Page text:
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National Secular Society

Challenging Religious Privilege


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Newsline 9 February 2018


Faith groups which try to restrict children's education on relationships and sex can cause great harm. Avoiding these issues can leave young people exposed with little understanding of contraception, appropriate boundaries or healthy, consensual relationships. LGBT+ people can grow up confused and loathing themselves.

Making Relationships and Sex Education a statutory requirement in schools was a major step forward. Now we must ensure the Government does not give damaging concessions which would restrict the way it is taught on faith grounds. We've responded to the Government's consultation, but faith groups are spreading propaganda and drumming up responses as the deadline approaches.

Your support would be valuable. Please consider making your voice heard by answering the DfE's online survey by Monday.


News & Opinion


NSS: Faith must not restrict pupils' access to sex education

The National Secular Society has told the Government that young people's access to Relationships and Sex Education (RSE)... Read More »


NSS urges Government not to be pushed into funding Church repairs

The NSS has urged the Government to take the Church of England's wealth into account before giving it grants for building repairs.


The Government should be wary of its review on sharia ‘law’

Sadikur Rahman says implementing official recommendations on sharia 'courts' would entangle civil and religious law and undermine... Read More »


Priest’s certificate may be used for admissions, says regulator

Catholic schools may give pupils priority in admissions based on a certificate signed by a priest, a regulator has ruled.


CoE faced 3,300 safeguarding concerns or abuse allegations in 2016

The Church of England handled more than 3,000 safeguarding concerns or allegations of abuse in 2016, according to newly-released papers.


Council launches consultation on unstunned meat plan for schools

Lancashire County Council is consulting on plans to stop supplying unstunned meat to schools after threats of legal action and a boycott.


NSS criticises Foreign Office for “fetishising” the hijab

The NSS has criticised the Foreign Office for "fetishising Islamic head coverings" after it encouraged staff to mark 'world hijab day'.


Read elsewhere


Sharia laws are part of the extremist threat and not a solution

Open letter, by One Law for All and others

The Government and its reviewers on sharia 'law' have failed the women most affected by the issue and ignored the concerns of rights advocates, according to a group of black and minority women and human rights campaigners.


Quotes of the week

"It is not right that head teachers trying to do the right thing are left to fend for themselves against a fundamentalist backlash… We all have an interest in providing young people with an education that opens minds. Those who seek to close minds and narrow opportunities do the opposite."
The Sunday Times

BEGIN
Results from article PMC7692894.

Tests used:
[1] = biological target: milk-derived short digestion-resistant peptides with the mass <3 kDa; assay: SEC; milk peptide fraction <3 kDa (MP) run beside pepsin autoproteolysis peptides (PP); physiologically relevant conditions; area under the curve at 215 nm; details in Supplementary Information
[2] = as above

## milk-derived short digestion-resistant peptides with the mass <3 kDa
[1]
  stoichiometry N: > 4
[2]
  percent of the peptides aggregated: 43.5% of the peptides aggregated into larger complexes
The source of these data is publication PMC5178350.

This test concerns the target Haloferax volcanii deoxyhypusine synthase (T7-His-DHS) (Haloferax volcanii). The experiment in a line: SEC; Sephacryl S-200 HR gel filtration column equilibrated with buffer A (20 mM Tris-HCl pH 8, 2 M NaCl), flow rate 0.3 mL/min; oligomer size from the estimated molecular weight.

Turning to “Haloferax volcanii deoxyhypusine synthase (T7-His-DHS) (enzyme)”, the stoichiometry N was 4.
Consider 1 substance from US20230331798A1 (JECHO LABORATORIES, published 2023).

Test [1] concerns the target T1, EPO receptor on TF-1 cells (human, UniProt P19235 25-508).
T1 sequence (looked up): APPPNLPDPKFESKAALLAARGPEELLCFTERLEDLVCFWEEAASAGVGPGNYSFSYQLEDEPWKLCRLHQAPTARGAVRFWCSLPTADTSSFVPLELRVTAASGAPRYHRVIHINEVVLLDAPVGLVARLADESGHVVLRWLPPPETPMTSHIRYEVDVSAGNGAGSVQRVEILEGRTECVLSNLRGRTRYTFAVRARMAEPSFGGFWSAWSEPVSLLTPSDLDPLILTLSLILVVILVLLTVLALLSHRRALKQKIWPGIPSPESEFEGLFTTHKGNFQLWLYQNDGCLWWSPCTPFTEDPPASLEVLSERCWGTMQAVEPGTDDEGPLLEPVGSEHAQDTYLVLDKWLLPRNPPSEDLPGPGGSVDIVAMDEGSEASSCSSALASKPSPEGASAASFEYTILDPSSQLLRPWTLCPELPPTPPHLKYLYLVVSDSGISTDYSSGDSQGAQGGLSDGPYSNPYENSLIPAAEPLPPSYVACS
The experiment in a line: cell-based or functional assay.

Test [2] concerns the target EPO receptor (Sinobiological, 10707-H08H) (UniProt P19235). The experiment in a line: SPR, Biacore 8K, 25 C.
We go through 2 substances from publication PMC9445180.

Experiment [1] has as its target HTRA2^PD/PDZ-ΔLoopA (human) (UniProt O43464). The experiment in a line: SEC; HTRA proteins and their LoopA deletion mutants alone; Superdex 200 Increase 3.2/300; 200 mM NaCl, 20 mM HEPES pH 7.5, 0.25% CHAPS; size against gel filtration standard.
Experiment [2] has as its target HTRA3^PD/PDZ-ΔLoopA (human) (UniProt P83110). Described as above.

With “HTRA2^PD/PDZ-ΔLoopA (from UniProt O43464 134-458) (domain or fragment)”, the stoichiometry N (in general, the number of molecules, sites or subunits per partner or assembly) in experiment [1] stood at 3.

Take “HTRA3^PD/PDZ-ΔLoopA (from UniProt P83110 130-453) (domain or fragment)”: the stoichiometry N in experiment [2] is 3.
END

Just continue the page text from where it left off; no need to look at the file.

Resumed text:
calls for the Government to stand up against Islamist influence in schools

"While it is certainly the right of parents to give their children guidance when it comes to religion, such a right can never exceed the rights of the child."
MPs in Iceland explain why they've introduced a bill to ban forced cutting of infant boys' genitals for non-medical reasons


Essays of the week

How Sara Khan's critics prove she's the right choice
By Terry Murray, Beatrice Louis, and Khadija Khan Lodhi, for Conatus News

The opposition to Sara Khan as the Government's new counter-extremism commissioner from many special interest groups shows she is the right person for the role.

To know Donald Trump's faith is to understand his politics
By Martyn Percy, for the Guardian

If you want to know how the US president's time in charge will pan out, understanding his faith is key. His interior religious landscape is "a kind of politico-spiritual Ponzi scheme" and his politics flow from it.

Trump vowed to destroy the Johnson amendment. Thankfully, he has failed.
By David Saperstein and Amanda Tyler, for the Washington Post

Last year President Trump promised to "totally destroy" a law which prevents religious organisations from endorsing political candidates and parties. He returned to the prayer breakfast where he made the pledge this week. David Saperstein and Amanda Tyler say he should "reverse course and stop politicising religion".


NSS speaks out

Our president Keith Porteous Wood discussed the Vatican's response to child abuse on Turkish channel TRT World. Our research on the forced wearing of the hijab in schools was cited in The Economist.

Our chief executive Stephen Evans was quoted in The National, a paper based in the UAE, on proposals to regulate sharia councils in Britain. And our spokesperson in Scotland, Alistair McBay, had a letter published in Hebrides News on the arts centre which has been the focus of Sabbatarian protests on Lewis.


Secularist of the Year 2018

Tickets are now on sale and nominations are open for Secularist of the Year 2018. The awards ceremony and social reception will be held on Saturday 24 March in central London. Member tickets are £40. Join us to celebrate the outstanding groups and inspiring individuals advancing secularism and related human rights.

Find out more...


Conference on 21st Century RE for All

Thirty years after the introduction of a national curricular entitlement for all pupils, the religious education syllabus is still decided locally by committees of faith representatives, or worse, by religious bodies responsible for running faith schools.

This one day conference will explore the future of religion and belief education in schools, and how we can create a truly balanced and non-partisan approach.

Find out more...


Upcoming events

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